Great stories come from strange places sometimes — this time, from a Facebook post asking if someone, anyone, in the media could cover this story. A man from Louisville had won “The Voice of Nepal” Season 4 and, even still, local media had yet to report it.
Winning the singing competition is no small feat. From audition to final sing-off, a lot of time and expense is invested in participating. This story felt perfect from the outset. Local man wins a famous competition. Seems simple enough.
‘I could certainly write something quick about this,’ I thought to myself. So I volunteered.
From the start of my conversation with Karan Rai, it was clear that winning “The Voice of Nepal” was more significant than the accolades he deserved from his success. It was the story of how a hero is made — a classic humble-beginnings epic.
Rai was born in 1994, in the Pathri Morang refugee camp in Eastern Nepal, one of two remaining refugee camps for Bhutanese of Nepali descent who fled ethnic cleansing in Bhutan in the 1980s.. Rai’s family are descendants of Nepalis who went to Bhutan for work. His parents were born in Bhutan, where the speaking or teaching of the Nepali language was under attack. When the conflicts over language and homeland arose, his parents fled Bhutan to the camps.
“The Nepalese people who live in Bhutan, they fought for the freedom of speech because the King of Bhutan…They don’t allow Nepali languages over there,” Rai said. “And then most of the Bhutanese people, they came in Nepal, and then the Nepal government, they don’t accept us as Nepali. And then we became a refugee.”
When Karan Rai left the refugee camp, he came to the United States for the chance to live a better life — a life with a country to claim. Now, as he returns to the United States again from his win at “The Voice of Nepal” Season 4, he wants to let others know that wherever you are, your dreams can take you anywhere, even back home on the other side of the world.
“All I want to say is no matter where you come from, where is your background, just focus. Just do one thing. Be passionate about one thing,” he said.
Initially, seven refugee camps were established for refugees fleeing Bhutan when, according to Rai, Nepal refused to extend citizenship to the refugees despite their Nepali heritage. In 1996, just two years after Rai was born, over 100,000 Bhutanese refugees of Nepali descent were living in the camps.
Life in these camps was difficult, Rai says.
“We don’t have citizenship there, and then we don’t have nothing there. We just had a little house. It’s a very tough life over there. We used to get rations weekly, and then sometimes we’d run out of the rations. We got some rice, potatoes and chiles in Nepal.”
As the United States and other countries began opening pathways for the refugees to migrate, the camps were merged. Currently, only two of the camps, Beldangi and Pathri, still exist
Rai came with his family to the United States in 2013, first settling in Seattle, Washington, and later moving to Louisville so that he could expand his education.
As we chat, Rai is preparing for a trip to Australia. Part of his contract with “The Voice of Nepal” is to tour several countries performing concerts and acting as an ambassador for the brand.
Rai decided to audition for the show when he found out that the rules made the contest open to anyone who spoke the Nepali language — including those who had been trapped between two lands that didn’t want them, in refugee camps, left without a country to call home.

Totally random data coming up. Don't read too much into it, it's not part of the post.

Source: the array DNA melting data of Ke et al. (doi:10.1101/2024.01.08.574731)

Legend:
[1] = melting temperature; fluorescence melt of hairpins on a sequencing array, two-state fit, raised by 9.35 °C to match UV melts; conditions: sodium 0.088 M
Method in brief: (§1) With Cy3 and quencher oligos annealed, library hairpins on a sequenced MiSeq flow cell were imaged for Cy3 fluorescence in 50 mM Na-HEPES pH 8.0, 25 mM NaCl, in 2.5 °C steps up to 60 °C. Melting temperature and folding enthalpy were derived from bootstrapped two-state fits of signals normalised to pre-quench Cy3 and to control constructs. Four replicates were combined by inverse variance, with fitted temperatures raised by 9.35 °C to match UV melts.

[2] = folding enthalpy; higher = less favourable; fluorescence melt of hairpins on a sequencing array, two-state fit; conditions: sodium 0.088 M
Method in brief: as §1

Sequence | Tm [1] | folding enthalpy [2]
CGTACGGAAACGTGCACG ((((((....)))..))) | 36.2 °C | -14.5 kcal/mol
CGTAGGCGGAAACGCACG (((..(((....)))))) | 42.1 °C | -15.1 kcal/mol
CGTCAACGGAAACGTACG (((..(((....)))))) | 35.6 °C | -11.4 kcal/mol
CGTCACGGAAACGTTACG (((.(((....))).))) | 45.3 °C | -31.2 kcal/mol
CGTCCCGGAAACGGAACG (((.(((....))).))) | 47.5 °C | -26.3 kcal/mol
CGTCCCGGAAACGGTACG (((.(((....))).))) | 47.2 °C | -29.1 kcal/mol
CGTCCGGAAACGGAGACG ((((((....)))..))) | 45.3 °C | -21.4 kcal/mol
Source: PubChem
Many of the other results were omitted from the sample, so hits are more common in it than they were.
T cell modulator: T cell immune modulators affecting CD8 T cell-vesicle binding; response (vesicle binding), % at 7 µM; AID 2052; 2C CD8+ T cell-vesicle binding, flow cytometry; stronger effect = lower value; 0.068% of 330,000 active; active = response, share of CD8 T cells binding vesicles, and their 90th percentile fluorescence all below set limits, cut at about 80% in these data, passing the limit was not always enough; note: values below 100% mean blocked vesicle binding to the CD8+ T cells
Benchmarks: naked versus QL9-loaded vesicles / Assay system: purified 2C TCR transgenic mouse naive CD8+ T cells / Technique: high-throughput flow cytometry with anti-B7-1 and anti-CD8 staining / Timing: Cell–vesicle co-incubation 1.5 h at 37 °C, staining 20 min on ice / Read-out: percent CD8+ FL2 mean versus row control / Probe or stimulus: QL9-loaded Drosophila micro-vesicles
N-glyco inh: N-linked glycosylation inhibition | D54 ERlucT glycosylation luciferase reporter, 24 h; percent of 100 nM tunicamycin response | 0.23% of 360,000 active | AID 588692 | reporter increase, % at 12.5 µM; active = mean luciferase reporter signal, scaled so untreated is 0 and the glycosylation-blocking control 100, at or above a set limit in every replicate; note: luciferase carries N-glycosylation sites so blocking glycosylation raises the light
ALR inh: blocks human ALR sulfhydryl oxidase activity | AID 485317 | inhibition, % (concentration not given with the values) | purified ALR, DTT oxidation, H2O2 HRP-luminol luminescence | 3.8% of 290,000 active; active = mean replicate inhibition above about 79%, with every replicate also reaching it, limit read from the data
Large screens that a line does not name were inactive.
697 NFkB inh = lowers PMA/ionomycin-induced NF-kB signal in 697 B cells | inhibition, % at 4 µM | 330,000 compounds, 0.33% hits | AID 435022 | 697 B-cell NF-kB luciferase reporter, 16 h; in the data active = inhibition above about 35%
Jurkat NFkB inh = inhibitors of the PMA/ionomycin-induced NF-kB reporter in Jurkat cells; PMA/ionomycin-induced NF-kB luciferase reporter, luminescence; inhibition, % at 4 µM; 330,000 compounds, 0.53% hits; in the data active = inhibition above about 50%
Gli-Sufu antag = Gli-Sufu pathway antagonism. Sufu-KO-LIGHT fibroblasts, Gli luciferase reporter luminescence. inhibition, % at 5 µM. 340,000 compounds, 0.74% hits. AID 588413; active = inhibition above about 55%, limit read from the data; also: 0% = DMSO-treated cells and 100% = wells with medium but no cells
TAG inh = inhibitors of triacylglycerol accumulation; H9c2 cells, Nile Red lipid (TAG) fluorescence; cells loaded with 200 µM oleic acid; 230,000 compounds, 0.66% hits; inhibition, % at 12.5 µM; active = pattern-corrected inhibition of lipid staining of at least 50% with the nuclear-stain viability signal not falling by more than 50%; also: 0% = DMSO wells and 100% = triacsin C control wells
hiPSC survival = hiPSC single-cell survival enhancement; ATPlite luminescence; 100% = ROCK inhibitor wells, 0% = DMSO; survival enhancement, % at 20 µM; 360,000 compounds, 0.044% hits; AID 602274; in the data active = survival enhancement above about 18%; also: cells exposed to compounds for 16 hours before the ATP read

“When I was in a camp when I was little, a small — I guess when I was seven, I used to have to sing a song, and then I always wanted to participate in a reality show,” said Rai. “I watched a reality show, most of them, and then I always wanted to go there, but unfortunately, I can’t because of my citizenship.”
“I really wanted to go there because I wanted to try,” he continued “Then I saw on Google if you speak the Nepali language, whether you’re living abroad, whether you live in any countries, it doesn’t matter. You can participate there. And I was so happy.”
Rai, with a voice that spans hard rock to a delicate falsetto on more traditional Nepali melodies, made his audition tape and sent it to the competition through the website. After producers called to let him know he’d advanced to the next round, he had to travel to Nepal for the “blind audition,” which he passed.
Rai spent seven months in Nepal. After winning the competition in late December, he performed a concert with his coach on “The Voice,” Raju Lama, in his former home at the Pathri Morang camp. Lama is one of the biggest stars in Nepal, and Rai won as part of his team in The Voice competition.
In addition to his obligations for “The Voice of Nepal,” Rai has released an album, The Kites, and the video for his first single, “Changa” in which he worked with Dayahang Rai, a revered star actor in Nepal.
“He’s the superstar of Nepal industry at this moment,” Rai said. “I get lucky to play with him in my music video.”
When the competition finished and just before the touring began, Rai returned to Louisville with his trophy in hand. A small group of Nepali and Bhutanese locals gathered at the Louisville Muhammad Ali International Airport to greet him. That evening, he performed in a school gym for a larger crowd from the two nations.
Standing in front of banners, one reading “Nepal-America Society of Kentucky” and the other, “Bhutanese Society of Kentucky,” the image of Rai was striking, as those like him — refugees — and those who bear citizenship in either Bhutan or Nepal welcomed him, as a son of both their nations. Rai, a man who was born without a country, has gained a world where he rightfully belongs.